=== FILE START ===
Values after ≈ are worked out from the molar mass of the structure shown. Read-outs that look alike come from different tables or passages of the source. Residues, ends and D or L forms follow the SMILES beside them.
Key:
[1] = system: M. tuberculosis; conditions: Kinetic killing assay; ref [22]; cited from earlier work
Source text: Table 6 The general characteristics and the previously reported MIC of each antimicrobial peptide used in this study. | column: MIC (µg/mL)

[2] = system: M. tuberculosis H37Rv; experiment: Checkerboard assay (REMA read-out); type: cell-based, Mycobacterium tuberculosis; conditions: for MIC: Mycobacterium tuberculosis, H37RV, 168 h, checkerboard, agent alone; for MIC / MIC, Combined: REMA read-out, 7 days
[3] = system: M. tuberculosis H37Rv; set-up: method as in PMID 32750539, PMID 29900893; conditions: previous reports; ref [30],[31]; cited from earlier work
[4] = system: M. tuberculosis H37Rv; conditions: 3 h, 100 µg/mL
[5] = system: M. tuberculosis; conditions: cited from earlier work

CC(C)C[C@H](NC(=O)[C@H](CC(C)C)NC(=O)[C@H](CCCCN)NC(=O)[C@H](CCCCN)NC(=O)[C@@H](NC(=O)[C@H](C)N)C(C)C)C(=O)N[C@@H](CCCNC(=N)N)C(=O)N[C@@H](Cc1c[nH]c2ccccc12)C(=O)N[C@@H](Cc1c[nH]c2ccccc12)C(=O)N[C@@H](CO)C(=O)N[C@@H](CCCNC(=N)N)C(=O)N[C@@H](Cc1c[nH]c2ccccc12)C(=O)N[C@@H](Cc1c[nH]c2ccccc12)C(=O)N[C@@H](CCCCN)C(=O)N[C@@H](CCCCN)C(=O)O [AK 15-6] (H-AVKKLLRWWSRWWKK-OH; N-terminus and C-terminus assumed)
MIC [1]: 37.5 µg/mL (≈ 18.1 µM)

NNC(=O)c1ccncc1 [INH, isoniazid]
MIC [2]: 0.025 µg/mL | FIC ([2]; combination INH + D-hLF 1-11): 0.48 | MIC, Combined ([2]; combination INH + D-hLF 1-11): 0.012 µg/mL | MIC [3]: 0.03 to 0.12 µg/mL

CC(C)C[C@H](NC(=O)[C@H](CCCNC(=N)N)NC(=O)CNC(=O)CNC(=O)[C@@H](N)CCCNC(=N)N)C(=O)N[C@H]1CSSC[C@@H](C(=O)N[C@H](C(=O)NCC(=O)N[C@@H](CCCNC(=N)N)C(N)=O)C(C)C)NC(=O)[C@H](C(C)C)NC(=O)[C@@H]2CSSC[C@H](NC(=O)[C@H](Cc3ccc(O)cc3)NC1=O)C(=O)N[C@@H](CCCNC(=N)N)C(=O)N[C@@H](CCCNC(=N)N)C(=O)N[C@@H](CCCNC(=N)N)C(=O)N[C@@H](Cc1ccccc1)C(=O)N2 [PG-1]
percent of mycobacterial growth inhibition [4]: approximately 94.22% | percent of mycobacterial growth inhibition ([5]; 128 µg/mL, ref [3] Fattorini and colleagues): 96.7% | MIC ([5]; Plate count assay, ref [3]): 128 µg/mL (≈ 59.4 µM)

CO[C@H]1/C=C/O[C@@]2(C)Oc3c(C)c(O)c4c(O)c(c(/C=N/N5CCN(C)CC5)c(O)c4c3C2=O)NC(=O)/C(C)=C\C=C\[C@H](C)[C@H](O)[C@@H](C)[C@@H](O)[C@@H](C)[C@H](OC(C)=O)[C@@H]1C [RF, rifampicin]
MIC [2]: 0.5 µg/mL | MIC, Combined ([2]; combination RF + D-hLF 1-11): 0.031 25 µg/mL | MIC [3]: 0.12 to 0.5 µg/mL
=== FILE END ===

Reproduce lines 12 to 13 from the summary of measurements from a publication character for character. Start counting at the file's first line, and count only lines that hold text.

MIC [2]: 0.025 µg/mL | FIC ([2]; combination INH + D-hLF 1-11): 0.48 | MIC, Combined ([2]; combination INH + D-hLF 1-11): 0.012 µg/mL | MIC [3]: 0.03 to 0.12 µg/mL

CC(C)C[C@H](NC(=O)[C@H](CCCNC(=N)N)NC(=O)CNC(=O)CNC(=O)[C@@H](N)CCCNC(=N)N)C(=O)N[C@H]1CSSC[C@@H](C(=O)N[C@H](C(=O)NCC(=O)N[C@@H](CCCNC(=N)N)C(N)=O)C(C)C)NC(=O)[C@H](C(C)C)NC(=O)[C@@H]2CSSC[C@H](NC(=O)[C@H](Cc3ccc(O)cc3)NC1=O)C(=O)N[C@@H](CCCNC(=N)N)C(=O)N[C@@H](CCCNC(=N)N)C(=O)N[C@@H](CCCNC(=N)N)C(=O)N[C@@H](Cc1ccccc1)C(=O)N2 [PG-1]